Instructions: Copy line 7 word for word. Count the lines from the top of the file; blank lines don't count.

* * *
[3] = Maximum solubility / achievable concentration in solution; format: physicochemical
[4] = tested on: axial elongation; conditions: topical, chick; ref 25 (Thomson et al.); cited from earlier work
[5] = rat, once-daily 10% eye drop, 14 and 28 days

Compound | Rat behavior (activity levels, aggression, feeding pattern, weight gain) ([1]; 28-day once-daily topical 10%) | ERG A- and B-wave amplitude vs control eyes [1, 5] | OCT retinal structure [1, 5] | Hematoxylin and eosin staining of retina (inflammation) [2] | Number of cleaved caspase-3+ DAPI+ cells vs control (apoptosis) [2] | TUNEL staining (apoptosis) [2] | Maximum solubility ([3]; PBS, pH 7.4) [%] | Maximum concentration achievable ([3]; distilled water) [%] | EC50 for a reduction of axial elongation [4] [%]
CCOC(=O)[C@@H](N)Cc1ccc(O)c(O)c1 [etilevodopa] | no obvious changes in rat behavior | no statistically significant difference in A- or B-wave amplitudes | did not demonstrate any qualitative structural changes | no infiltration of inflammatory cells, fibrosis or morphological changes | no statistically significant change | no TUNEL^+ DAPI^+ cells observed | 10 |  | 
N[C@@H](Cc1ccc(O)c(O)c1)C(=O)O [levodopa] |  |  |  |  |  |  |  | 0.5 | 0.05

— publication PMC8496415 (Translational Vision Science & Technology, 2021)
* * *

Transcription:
— publication PMC8496415 (Translational Vision Science & Technology, 2021)